When we rang in the start of a new decade last December, none of us had any idea how 2020 might actually turn out. The year began with so much promise, and then we got to March. The world screeched to a halt as we all tried to “flatten the curve” by staying home. Many have lost their jobs as our industry event calendar was wiped clean. Hiring freezes, combined with the need to do more with less, have left many feeling spread too thin or wiped out.
The city and state shutdowns and disruptions to all facets of industry are ongoing, and as we look ahead to 2021, it’s hard to see a time when all this might finally end. For many, this year has often felt like trying to fly an airplane while building it, and yet so much good has come out of an incredibly turbulent time.
I’m sure I am not alone when I say that before March, I barely spoke to my neighbors unless I happened to bump into one on the way to throw out the trash. Today, we’ve created a sort of “pandemic pod,” and I’ve seen many of the neighborhood families more than I have seen my own during this time. Our kids have played in the driveways together as playgrounds and parks in the area were closed, and our neighborhood group text is full of positive messages and offers to help with anything from an extra cup of sugar to housekeeping and laundry services for a woman with young children whose husband was deployed during this time.
As of the writing of this column, remote working is still the de facto practice in many industries. Technologies that were already available, but rarely used, are now primary business tools. The pandemic has shown us new ways of doing business and given many people more flexibility into how they do their jobs in the process.
When, after March 2020, almost all scheduled in-person events were canceled, virtual became the only game in town to bring our industry together. While some events in Q1 have moved or announced they will move forward in an online format, at some point in 2021, hybrid events and eventually in-person events will return.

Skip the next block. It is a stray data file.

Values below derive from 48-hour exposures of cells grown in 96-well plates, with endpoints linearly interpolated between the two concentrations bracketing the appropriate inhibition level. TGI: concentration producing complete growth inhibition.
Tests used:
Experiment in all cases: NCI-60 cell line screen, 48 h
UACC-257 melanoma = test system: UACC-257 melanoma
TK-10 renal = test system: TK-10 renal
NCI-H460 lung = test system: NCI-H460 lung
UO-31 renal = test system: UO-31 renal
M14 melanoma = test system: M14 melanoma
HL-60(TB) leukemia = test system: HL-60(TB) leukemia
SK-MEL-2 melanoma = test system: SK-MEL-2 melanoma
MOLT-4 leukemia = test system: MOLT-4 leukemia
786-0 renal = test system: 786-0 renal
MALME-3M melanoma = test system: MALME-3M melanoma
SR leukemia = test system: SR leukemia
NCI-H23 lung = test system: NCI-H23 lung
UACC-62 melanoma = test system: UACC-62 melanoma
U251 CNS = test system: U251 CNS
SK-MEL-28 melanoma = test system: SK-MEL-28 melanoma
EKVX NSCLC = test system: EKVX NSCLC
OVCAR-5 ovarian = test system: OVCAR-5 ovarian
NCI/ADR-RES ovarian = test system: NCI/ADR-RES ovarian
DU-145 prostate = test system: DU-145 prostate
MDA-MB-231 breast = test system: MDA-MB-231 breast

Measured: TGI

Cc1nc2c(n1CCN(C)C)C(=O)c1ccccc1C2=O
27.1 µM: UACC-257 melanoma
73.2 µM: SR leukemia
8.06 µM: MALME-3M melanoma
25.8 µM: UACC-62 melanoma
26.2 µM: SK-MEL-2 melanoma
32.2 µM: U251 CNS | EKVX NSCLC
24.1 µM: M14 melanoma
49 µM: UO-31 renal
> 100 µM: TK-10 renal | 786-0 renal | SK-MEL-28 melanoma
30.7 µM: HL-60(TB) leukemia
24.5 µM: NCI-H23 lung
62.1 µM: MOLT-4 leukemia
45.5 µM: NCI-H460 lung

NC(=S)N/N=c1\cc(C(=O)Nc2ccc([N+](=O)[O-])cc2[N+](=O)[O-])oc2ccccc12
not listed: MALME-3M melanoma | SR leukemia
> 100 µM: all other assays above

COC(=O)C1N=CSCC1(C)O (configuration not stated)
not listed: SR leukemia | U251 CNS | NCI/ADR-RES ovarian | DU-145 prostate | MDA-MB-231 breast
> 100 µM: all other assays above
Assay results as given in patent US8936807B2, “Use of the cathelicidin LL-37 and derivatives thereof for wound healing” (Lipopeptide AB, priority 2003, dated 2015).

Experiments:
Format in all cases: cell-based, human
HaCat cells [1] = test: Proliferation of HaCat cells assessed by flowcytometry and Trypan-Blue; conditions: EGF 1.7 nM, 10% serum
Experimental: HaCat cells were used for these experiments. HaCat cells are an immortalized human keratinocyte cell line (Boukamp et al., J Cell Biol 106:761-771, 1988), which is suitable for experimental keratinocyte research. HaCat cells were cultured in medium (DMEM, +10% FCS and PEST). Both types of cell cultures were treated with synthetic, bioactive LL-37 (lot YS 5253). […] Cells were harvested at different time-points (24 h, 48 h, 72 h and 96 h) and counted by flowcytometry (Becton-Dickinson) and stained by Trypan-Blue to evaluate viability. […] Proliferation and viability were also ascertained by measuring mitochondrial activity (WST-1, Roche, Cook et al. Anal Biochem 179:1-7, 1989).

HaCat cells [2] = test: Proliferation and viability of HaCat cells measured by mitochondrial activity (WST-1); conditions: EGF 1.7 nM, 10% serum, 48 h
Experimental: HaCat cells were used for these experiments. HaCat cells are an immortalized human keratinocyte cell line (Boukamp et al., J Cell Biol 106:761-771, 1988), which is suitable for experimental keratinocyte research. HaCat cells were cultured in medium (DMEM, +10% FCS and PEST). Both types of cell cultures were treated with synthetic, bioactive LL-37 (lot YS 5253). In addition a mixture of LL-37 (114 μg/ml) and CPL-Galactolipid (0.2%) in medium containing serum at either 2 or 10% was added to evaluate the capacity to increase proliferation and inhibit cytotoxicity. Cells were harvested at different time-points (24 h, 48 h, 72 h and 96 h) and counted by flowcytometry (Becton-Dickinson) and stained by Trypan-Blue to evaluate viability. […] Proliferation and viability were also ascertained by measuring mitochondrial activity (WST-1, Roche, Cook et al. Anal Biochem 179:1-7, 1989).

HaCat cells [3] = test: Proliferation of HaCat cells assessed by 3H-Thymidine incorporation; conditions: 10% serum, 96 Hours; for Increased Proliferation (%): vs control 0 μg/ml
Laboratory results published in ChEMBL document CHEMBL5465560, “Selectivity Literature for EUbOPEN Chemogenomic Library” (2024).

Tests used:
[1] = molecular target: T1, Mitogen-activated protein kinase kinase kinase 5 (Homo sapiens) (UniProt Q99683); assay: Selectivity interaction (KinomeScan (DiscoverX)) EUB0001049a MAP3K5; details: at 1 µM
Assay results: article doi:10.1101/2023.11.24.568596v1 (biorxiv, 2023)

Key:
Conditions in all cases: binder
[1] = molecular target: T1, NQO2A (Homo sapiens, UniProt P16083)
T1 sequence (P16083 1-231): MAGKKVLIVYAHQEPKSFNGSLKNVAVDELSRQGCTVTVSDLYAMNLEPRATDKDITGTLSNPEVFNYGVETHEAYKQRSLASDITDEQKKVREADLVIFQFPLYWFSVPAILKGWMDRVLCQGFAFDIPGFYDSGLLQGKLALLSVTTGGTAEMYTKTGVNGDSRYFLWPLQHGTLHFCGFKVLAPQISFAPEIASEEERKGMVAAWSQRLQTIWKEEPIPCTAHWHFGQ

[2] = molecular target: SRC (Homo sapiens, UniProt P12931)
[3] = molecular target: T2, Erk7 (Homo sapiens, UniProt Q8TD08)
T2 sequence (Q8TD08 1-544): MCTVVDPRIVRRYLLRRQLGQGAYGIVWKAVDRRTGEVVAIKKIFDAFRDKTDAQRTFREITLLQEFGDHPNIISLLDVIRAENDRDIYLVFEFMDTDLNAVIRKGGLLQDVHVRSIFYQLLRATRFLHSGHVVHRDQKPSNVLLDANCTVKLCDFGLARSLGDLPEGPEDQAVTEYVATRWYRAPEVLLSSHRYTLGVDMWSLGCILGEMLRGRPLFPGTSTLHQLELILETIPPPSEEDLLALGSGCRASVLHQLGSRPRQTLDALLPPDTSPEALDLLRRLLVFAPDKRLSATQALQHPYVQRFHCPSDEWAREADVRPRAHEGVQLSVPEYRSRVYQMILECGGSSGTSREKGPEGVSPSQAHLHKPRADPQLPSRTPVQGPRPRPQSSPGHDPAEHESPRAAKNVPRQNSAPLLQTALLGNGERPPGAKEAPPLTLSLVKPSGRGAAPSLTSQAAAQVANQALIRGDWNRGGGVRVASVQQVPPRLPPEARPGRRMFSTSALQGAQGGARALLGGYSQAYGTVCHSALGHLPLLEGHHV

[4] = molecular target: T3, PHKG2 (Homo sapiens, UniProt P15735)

According to Bluefield Research, “The recent fallout has led to changes in consumer behaviors, company operations, and strategic planning overnight. As a result, the water industry is compelled to pivot toward more resilient services, solutions, and sectors [in 2021].” (You can read more about Bluefield’s outlook on page 8.)
Indeed, the pandemic has provided a catalyst for change, with a focus on new technologies in the water industry. One notable example is wastewater-based epidemiology, which we have written about extensively this year. Wastewater treatment has been brought to the public’s attention, just as the spotlight has been focused on the need for adequate sanitation and clean water services in light of the public health crisis. This is good news for our industry. As citizens become interested in the work that we do, support from community leaders and government will follow. Many industry advocacy groups have already called on Congress to increase funding for utilities. The Water Environment Federation (WEF), American Water Works Association (AWWA), National Association of Clean Water Agencies (NACWA), and others have requested that our nation’s water and wastewater systems be included in any future coronavirus relief legislation moving forward.
As we turn the page on 2020, rather than thinking about the bad this year has given us, let’s consider the opportunities that have been created as the old ways of doing business have paused amid the pandemic.
Here’s to a healthy, happy — and hopefully in-person — 2021. Thanks for reading! WW